The living room had been swallowed up by all things Christmas.
Garland and strings of multi-colored lights took up space across the sofa and were stretched out like festive snakes from end to end to prevent them from getting tangled. Janie and I had spent at least an hour this morning detangling lights, fluffing garland, and changing burnt-out bulbs. My fingers and the backs of my hands itched and burned from the tiny little pricks from the fake tree needles.
As I studied the Christmas tree in front of our living room, I rubbed at those itchy burns on my hands. They felt like tiny scabs already. I needed some moisturizer.
Janie was under the tree tightening the bolts on the stand. Her pajama pants were riding down, showing the straps of her red thong, but she’d long since stopped caring. This was our third attempt to get the tree straight, and the damn thing was still tilting to the side.
I frowned. “Maybe we should just leave it crooked and say it was a decorating choice.”
Janie’s groan sounded far away as she shimmied out from under the tree and leaned back, sitting cross-legged with her hands braced behind her so she could blink up at the tree. “This stupid thing has never been such a pain in the ass before. We must be doing something wrong.”
“Let’s try one more time. Loosen it up, and I’ll hold it steady.”
“How about you get down here and have a go?”
“I think I’m doing a good job up here.”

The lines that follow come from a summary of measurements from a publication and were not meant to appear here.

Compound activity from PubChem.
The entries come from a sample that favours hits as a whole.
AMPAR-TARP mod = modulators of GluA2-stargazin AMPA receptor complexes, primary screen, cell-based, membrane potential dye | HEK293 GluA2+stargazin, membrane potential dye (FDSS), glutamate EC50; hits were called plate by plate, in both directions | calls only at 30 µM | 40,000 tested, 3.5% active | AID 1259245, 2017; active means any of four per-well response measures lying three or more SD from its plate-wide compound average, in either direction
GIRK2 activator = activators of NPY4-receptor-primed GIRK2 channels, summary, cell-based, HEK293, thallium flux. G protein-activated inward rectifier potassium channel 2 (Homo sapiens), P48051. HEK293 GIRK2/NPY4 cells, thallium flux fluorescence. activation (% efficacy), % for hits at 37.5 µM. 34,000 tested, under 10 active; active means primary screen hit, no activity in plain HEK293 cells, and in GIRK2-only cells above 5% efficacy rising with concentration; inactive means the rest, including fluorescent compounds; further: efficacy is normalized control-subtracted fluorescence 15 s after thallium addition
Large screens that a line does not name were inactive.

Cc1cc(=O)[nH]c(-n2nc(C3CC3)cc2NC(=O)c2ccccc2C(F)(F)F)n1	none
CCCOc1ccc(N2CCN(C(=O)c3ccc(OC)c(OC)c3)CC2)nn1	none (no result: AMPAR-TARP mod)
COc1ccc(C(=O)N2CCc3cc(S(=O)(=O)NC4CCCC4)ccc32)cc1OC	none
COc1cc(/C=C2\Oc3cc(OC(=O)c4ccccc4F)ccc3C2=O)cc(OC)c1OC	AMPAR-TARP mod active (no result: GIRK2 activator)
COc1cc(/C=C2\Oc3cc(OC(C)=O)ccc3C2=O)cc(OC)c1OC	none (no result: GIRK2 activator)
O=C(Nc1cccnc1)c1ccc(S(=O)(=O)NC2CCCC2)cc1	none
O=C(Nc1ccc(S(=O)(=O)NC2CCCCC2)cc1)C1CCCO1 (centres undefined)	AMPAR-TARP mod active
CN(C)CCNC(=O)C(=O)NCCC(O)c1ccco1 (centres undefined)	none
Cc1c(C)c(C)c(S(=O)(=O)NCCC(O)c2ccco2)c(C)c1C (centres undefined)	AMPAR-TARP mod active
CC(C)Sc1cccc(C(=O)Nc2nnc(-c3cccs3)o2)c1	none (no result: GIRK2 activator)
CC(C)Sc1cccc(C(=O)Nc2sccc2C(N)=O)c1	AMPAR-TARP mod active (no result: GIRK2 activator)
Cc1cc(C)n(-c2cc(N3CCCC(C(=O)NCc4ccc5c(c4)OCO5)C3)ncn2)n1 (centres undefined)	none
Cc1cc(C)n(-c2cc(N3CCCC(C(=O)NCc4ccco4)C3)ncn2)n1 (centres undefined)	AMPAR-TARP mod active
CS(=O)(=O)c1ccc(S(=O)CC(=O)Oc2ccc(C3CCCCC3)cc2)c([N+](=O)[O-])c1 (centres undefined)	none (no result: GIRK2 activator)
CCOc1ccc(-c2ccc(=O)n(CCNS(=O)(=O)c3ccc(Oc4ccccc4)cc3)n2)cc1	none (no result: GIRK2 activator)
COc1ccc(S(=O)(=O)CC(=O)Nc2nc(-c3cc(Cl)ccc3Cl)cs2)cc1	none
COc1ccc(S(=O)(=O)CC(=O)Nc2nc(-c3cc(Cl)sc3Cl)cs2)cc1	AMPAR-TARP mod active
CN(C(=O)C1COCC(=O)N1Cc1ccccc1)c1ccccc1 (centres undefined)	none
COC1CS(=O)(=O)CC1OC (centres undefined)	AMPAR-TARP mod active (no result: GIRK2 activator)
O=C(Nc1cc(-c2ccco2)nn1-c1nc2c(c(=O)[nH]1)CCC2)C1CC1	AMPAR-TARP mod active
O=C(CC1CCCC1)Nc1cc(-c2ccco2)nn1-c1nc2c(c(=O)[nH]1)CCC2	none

Janie stuck her tongue out at me and scowled. “Baby.”
I flashed her a big smile.
Rolling her eyes, she wiped her hands on her snowflake-printed jammies and slid back under the tree with her ass in the air. Playfully, I placed my slippered foot on her rump and gave it a few pats. “Come on, little elf. You can do it!”
“Piss off, Piper.”
“That’s not the Christmas spirit.”
“You know how much I hate this part,” she growled as she untwisted the bolts holding the faux trunk of the tree in place.
I felt it come loose and stepped in close, the branches swallowing me up in a big hug so that I could hold it straight. “Janie, come out of there and make sure I’m holding it straight.”
She pushed out from under the tree and got to her feet. She planted her hands on her hips and looked at the tree. She cocked her head to the right, then to the left. “A little to the right. There. Yes. That’s perfect. What are we fucking up when we tighten it?”
“You’re doing them gradually, right? Like a little bit on one screw and a little bit on another as you go?”